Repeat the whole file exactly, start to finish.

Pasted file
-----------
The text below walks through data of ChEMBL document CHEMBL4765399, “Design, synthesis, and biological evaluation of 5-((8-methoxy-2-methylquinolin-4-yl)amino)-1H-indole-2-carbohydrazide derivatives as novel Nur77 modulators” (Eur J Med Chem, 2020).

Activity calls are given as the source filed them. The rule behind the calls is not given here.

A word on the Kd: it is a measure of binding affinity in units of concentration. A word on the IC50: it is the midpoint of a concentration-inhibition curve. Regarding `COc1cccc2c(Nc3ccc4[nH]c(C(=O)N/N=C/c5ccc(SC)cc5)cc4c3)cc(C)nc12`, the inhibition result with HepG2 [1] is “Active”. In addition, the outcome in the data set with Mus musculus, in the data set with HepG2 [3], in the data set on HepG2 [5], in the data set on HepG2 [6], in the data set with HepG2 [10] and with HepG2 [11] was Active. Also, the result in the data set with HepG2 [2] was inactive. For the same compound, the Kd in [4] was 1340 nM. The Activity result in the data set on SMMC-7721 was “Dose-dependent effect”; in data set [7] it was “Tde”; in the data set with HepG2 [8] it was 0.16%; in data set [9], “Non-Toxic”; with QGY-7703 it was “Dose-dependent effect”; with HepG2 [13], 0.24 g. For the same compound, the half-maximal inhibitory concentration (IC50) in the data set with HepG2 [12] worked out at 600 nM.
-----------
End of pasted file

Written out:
The text below walks through data of ChEMBL document CHEMBL4765399, “Design, synthesis, and biological evaluation of 5-((8-methoxy-2-methylquinolin-4-yl)amino)-1H-indole-2-carbohydrazide derivatives as novel Nur77 modulators” (Eur J Med Chem, 2020).

Activity calls are given as the source filed them. The rule behind the calls is not given here.

A word on the Kd: it is a measure of binding affinity in units of concentration. A word on the IC50: it is the midpoint of a concentration-inhibition curve. Regarding `COc1cccc2c(Nc3ccc4[nH]c(C(=O)N/N=C/c5ccc(SC)cc5)cc4c3)cc(C)nc12`, the inhibition result with HepG2 [1] is “Active”. In addition, the outcome in the data set with Mus musculus, in the data set with HepG2 [3], in the data set on HepG2 [5], in the data set on HepG2 [6], in the data set with HepG2 [10] and with HepG2 [11] was Active. Also, the result in the data set with HepG2 [2] was inactive. For the same compound, the Kd in [4] was 1340 nM. The Activity result in the data set on SMMC-7721 was “Dose-dependent effect”; in data set [7] it was “Tde”; in the data set with HepG2 [8] it was 0.16%; in data set [9], “Non-Toxic”; with QGY-7703 it was “Dose-dependent effect”; with HepG2 [13], 0.24 g. For the same compound, the half-maximal inhibitory concentration (IC50) in the data set with HepG2 [12] worked out at 600 nM.